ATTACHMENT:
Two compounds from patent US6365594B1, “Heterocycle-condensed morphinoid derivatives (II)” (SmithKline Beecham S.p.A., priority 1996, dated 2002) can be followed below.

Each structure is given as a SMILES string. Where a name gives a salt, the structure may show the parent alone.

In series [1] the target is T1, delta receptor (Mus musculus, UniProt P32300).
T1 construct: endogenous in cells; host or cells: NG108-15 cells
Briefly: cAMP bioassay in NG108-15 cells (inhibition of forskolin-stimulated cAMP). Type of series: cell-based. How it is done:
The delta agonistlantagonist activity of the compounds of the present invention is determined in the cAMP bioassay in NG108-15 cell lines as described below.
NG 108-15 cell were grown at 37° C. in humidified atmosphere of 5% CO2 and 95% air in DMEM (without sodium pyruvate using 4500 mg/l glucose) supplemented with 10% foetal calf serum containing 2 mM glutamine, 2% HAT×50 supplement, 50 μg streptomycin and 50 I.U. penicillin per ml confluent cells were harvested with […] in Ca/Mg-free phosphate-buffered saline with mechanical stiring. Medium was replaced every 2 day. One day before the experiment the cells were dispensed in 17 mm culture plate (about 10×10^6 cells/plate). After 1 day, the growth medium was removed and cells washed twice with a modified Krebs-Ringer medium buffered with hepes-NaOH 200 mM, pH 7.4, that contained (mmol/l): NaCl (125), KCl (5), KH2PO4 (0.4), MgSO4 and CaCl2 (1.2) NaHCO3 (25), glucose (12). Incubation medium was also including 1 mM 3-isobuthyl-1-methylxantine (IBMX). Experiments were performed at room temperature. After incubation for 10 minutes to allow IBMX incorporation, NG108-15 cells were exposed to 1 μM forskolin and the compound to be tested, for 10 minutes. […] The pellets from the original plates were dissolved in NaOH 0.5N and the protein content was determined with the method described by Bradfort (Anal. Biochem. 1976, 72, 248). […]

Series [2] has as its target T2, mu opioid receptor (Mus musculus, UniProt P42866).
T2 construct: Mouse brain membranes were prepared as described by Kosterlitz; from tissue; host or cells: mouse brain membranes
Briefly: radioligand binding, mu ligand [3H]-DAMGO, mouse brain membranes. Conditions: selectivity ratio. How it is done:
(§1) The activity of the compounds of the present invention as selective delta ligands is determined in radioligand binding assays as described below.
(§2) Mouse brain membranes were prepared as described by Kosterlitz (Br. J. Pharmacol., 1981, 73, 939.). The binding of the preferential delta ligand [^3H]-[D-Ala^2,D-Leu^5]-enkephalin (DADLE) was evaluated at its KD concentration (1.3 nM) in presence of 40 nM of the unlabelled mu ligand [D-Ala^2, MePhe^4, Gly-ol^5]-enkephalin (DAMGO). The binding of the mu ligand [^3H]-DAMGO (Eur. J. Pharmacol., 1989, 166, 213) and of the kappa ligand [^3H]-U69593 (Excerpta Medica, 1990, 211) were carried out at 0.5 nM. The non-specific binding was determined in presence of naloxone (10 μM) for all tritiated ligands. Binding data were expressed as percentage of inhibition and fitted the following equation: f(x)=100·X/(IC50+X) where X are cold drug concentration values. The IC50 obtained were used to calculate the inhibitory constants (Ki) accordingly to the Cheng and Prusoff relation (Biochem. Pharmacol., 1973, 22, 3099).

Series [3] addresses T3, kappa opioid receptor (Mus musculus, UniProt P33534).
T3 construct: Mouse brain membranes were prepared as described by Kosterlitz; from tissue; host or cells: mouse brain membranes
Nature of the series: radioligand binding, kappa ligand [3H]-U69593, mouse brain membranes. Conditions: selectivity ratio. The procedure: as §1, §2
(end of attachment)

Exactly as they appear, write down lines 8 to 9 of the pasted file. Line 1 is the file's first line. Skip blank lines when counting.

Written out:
Series [2] has as its target T2, mu opioid receptor (Mus musculus, UniProt P42866).
T2 construct: Mouse brain membranes were prepared as described by Kosterlitz; from tissue; host or cells: mouse brain membranes